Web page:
Can Mold Cause Headaches?

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How frequently do you get headaches? Are they a rare inconvenience that you sometimes contend with when you’ve spent too much time staring at your computer screen? Or are they a frequent issue that just seems to “act up” with little rhyme or reason?

At RealTime Laboratories, one question we sometimes get from clients is, “Can mold cause headaches?” The short answer is yes, headaches are a known symptom of toxic mold exposure—including exposure to stachybotrys chartarum, or black mold. Of course, the longer answer is a little more complicated…but it’s a lot more educational, to!

Pains in the Nose and Face

The main reason that mold exposure may cause headaches is because, more often than not, mold spores can irritate the respiratory system and cause problems with the immune system, which can in turn aggravate the sinuses. And anyone who contends with seasonal allergies on a regular basis and/or is hyper-sensitive to changes in barometric pressure will tell you that irritated sinuses can result in a whopping headache.

Sinus headaches usually feel like dull, constant pressure in your cheekbones, your forehead, the bridge of your nose, or your inner ears. In severe cases, folks may almost feel like something is trying to push one of their eyes out of its socket—and in very severe cases, a person may feel like their eye popping out would actually be a good thing, because at least then, they might experience some relief from the pressure in their skull!

(Nota bene: if your eye actually does pop out, please seek emergency medical treatment immediately. And, of course, you should always consult with a doctor, anyway, if you experience any kind of debilitating pain, especially in your cranium.)

The good news is that sinus headaches can typically be tamed with an over-the-counter painkiller, like acetaminophen or ibuprofen. Decongestants like pseudoephedrine and phenylephrine can help reduce swelling in the nasal passages (and temporarily widen the Eustachian tubes in the ear), too, thus helping to reduce some of the pressure and curbing discomfort at its source.

Migraines and Chronic Headaches

It’s worth mentioning that migraine headaches are often mistaken for sinus headaches (the inverse is technically also possible, but much less common). If you experience any of the following symptoms along with your sinus headache, then you might not actually be experiencing a true sinus headache, after all:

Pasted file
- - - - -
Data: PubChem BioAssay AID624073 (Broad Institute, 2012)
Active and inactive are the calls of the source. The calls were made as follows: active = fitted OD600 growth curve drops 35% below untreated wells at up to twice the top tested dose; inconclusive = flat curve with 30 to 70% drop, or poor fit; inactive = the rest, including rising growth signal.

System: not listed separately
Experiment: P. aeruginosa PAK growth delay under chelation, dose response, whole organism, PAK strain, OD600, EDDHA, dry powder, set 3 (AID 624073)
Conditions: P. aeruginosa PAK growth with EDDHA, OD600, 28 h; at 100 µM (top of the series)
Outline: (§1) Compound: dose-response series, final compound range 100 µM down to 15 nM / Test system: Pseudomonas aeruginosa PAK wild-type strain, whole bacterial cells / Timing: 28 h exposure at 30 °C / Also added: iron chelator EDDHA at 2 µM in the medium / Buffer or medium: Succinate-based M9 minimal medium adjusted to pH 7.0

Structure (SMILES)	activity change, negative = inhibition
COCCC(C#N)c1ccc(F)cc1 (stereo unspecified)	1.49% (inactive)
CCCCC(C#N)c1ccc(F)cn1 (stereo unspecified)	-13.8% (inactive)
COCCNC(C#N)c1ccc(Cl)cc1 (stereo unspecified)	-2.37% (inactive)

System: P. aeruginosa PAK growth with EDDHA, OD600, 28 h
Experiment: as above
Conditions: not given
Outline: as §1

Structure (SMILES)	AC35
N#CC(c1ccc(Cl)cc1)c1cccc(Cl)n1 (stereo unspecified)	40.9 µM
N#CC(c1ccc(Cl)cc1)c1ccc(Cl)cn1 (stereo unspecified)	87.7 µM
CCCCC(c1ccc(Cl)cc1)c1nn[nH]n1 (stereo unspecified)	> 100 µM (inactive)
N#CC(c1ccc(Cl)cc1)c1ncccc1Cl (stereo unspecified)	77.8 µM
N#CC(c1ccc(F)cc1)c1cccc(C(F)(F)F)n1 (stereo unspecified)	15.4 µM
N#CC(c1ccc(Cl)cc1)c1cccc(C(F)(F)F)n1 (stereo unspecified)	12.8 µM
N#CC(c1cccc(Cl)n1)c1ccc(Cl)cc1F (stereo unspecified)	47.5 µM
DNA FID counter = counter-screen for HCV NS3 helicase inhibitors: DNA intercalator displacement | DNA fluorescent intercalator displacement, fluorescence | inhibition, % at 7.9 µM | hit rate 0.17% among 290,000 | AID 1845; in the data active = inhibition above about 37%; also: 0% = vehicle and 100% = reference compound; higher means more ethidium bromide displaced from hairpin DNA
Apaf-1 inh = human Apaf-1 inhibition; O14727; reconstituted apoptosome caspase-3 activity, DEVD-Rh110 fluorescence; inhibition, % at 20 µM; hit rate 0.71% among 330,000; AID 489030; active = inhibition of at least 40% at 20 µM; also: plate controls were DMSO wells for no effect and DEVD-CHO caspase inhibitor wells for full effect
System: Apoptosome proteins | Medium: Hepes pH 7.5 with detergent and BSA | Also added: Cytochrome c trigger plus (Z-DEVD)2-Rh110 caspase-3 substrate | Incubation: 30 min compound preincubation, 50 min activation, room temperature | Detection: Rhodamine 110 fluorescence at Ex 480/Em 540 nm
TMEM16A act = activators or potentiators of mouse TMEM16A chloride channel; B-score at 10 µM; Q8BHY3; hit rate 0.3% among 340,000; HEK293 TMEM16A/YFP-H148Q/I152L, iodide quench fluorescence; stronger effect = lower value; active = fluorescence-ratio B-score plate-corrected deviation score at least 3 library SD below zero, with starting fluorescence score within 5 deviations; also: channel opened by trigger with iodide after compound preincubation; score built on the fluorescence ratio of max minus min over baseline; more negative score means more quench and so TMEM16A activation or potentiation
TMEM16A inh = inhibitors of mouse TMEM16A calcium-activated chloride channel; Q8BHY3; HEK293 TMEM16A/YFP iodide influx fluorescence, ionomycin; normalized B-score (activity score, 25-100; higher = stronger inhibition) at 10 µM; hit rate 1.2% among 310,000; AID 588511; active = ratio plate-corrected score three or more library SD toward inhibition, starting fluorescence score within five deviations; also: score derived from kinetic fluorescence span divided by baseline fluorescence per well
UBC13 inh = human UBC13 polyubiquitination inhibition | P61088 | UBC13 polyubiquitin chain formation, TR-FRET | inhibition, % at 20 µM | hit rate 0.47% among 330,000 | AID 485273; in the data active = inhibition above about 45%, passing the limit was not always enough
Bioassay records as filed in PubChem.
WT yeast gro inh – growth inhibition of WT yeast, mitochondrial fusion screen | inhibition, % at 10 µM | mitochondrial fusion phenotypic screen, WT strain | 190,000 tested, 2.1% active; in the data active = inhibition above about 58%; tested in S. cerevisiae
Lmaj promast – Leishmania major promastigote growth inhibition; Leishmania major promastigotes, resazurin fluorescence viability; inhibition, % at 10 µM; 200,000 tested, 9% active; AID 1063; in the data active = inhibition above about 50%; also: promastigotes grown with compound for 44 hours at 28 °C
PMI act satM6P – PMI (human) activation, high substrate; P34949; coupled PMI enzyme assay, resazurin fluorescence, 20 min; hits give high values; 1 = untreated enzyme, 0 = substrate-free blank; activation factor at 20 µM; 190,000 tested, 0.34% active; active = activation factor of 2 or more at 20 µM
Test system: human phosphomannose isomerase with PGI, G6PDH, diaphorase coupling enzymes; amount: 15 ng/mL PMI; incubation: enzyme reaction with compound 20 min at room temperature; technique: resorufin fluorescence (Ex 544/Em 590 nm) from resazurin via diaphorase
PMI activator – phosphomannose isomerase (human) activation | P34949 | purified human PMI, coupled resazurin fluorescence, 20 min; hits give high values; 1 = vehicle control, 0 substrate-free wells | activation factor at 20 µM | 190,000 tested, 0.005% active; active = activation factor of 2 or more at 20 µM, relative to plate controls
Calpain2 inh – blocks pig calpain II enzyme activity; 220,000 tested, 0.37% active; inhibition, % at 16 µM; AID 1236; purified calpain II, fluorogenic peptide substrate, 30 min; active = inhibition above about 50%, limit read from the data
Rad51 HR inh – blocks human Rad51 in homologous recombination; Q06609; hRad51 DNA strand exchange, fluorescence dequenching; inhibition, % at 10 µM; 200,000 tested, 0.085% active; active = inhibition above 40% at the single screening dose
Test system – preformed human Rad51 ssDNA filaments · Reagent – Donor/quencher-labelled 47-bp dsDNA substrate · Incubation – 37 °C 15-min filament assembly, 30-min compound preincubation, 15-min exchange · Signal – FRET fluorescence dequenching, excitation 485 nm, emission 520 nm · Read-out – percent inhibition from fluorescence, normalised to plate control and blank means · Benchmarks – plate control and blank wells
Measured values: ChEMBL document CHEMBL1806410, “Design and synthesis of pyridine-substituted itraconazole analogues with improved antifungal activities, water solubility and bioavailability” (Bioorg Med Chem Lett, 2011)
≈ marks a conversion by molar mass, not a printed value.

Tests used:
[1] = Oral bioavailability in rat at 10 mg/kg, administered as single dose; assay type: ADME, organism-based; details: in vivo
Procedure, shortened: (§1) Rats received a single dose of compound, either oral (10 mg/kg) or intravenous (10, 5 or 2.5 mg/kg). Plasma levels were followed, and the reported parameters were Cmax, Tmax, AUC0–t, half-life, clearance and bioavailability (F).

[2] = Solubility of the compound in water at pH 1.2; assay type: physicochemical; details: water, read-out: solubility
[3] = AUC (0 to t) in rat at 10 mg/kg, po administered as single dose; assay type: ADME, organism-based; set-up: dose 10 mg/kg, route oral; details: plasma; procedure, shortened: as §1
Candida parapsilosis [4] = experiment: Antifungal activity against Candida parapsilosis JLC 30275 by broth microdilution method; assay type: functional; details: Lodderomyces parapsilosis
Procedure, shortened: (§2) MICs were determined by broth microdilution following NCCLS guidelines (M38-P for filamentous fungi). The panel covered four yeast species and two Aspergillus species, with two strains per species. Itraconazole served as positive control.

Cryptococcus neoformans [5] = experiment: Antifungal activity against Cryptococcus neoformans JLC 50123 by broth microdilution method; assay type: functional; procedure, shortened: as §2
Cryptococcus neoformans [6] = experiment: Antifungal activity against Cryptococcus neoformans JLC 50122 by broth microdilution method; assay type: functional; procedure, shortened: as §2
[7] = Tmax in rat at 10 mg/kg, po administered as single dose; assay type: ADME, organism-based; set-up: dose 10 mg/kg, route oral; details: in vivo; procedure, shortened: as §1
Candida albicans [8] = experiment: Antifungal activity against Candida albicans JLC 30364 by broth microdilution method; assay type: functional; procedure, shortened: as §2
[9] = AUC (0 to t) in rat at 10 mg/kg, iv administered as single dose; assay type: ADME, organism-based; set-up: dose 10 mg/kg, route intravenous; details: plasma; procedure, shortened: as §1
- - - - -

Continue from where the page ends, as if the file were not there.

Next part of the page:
• Nausea
  • Sensitivity to light
  • Sensitivity to noise
  • Pulsing or throbbing pain (instead of, or alongside, a sensation of pressure or a dull ache)
  • Head pain that worsens with physical activity

It’s important to understand the difference between a migraine and a sinus headache so that you can take appropriate action. For example, nasal decongestants can actually be habit-forming, so it’s really not a great idea to take them if your headaches aren’t caused by sinus issues. Also, if you suffer from chronic headaches—that is, you have 15 or more headache “days” per month for a period lasting longer than six months, then sinus issues may not be the culprit, either.

Mold Exposure

So, let’s say you’ve eliminated the possibility that your frequent headaches are actually migraine headaches, and you’re sure that the root of your head pain is actually sinus issues. How do you know if exposure to mold is the culprit? Here are some clues to watch out for:

  • The pain accompanies allergic reactions. Please note that, in this context, allergic reactions does not mean anaphylaxis linked to food allergies. Instead, we mean issues like a runny nose, itchy or watery eyes, a scratchy throat, coughing and sneezing, etc.
  • Your health problems seem to get worse when you’re indoors, or after you enter a specific building. Now, if you’re allergic to something outside (like ragweed or pollen), then chances are, coming indoors—where the air is filtered—won’t immediately relieve your symptoms 100%. But you should be suspicious if being indoors suddenly makes you feel worse. This could indicate that there’s mold in the building’s walls, carpeting, or heater / air conditioner, and that mold is what you’re reacting to. You should be especially suspicious if you feel fine at work or while running errands but start to feel pressure behind your eyes and a tickle in your throat a few minutes after entering your home.

Neither of the above scenarios should be considered proof-positive that there’s mold growth in your home or office. However, you definitely should take these factors into account when you’re trying to get to the bottom of your health woes and determining if mold spores and exposure to mold are the cause.

It’s almost the official start of spring, when many folks find themselves dealing with seasonal allergies and other illnesses. And while our immune systems are usually up to the task of keeping us healthy (or at least helping us recover from minor issues), even the most robust antibodies can sometimes struggle to fight off mold exposure symptoms. In some cases, one of those symptoms may just be an annoying pain in your head that prevents you from living your best life. When mold has you down, testing for household mold can put you on the right track to better health!